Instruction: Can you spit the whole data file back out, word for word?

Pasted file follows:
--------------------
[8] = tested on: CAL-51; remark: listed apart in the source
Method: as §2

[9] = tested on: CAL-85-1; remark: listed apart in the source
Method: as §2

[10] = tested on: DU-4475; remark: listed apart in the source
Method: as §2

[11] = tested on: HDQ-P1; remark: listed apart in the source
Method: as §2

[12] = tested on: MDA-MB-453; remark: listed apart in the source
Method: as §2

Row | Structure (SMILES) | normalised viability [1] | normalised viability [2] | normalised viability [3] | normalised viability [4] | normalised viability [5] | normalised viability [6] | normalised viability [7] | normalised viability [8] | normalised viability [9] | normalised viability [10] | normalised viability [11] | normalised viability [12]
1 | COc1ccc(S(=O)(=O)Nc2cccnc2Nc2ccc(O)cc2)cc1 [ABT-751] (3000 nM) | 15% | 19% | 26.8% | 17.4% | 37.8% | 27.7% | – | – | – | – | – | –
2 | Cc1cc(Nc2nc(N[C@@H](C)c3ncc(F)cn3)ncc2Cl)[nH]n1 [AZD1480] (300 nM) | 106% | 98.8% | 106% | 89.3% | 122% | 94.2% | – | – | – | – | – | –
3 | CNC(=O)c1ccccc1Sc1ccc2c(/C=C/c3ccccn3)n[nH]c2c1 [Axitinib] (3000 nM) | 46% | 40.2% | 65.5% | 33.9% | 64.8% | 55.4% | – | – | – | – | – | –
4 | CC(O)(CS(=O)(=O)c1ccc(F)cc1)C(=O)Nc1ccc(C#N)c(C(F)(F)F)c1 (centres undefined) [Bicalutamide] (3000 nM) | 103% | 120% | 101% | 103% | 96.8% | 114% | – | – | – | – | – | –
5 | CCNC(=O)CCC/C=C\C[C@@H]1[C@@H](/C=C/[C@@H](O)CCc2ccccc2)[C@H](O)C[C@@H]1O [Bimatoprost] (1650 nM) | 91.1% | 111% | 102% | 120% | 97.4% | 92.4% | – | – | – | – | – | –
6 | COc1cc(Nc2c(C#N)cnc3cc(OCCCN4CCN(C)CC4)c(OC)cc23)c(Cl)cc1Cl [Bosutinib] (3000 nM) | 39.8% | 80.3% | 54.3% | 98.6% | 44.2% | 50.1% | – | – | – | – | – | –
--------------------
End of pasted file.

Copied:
[8] = tested on: CAL-51; remark: listed apart in the source
Method: as §2

[9] = tested on: CAL-85-1; remark: listed apart in the source
Method: as §2

[10] = tested on: DU-4475; remark: listed apart in the source
Method: as §2

[11] = tested on: HDQ-P1; remark: listed apart in the source
Method: as §2

[12] = tested on: MDA-MB-453; remark: listed apart in the source
Method: as §2

Row | Structure (SMILES) | normalised viability [1] | normalised viability [2] | normalised viability [3] | normalised viability [4] | normalised viability [5] | normalised viability [6] | normalised viability [7] | normalised viability [8] | normalised viability [9] | normalised viability [10] | normalised viability [11] | normalised viability [12]
1 | COc1ccc(S(=O)(=O)Nc2cccnc2Nc2ccc(O)cc2)cc1 [ABT-751] (3000 nM) | 15% | 19% | 26.8% | 17.4% | 37.8% | 27.7% | – | – | – | – | – | –
2 | Cc1cc(Nc2nc(N[C@@H](C)c3ncc(F)cn3)ncc2Cl)[nH]n1 [AZD1480] (300 nM) | 106% | 98.8% | 106% | 89.3% | 122% | 94.2% | – | – | – | – | – | –
3 | CNC(=O)c1ccccc1Sc1ccc2c(/C=C/c3ccccn3)n[nH]c2c1 [Axitinib] (3000 nM) | 46% | 40.2% | 65.5% | 33.9% | 64.8% | 55.4% | – | – | – | – | – | –
4 | CC(O)(CS(=O)(=O)c1ccc(F)cc1)C(=O)Nc1ccc(C#N)c(C(F)(F)F)c1 (centres undefined) [Bicalutamide] (3000 nM) | 103% | 120% | 101% | 103% | 96.8% | 114% | – | – | – | – | – | –
5 | CCNC(=O)CCC/C=C\C[C@@H]1[C@@H](/C=C/[C@@H](O)CCc2ccccc2)[C@H](O)C[C@@H]1O [Bimatoprost] (1650 nM) | 91.1% | 111% | 102% | 120% | 97.4% | 92.4% | – | – | – | – | – | –
6 | COc1cc(Nc2c(C#N)cnc3cc(OCCCN4CCN(C)CC4)c(OC)cc23)c(Cl)cc1Cl [Bosutinib] (3000 nM) | 39.8% | 80.3% | 54.3% | 98.6% | 44.2% | 50.1% | – | – | – | – | – | –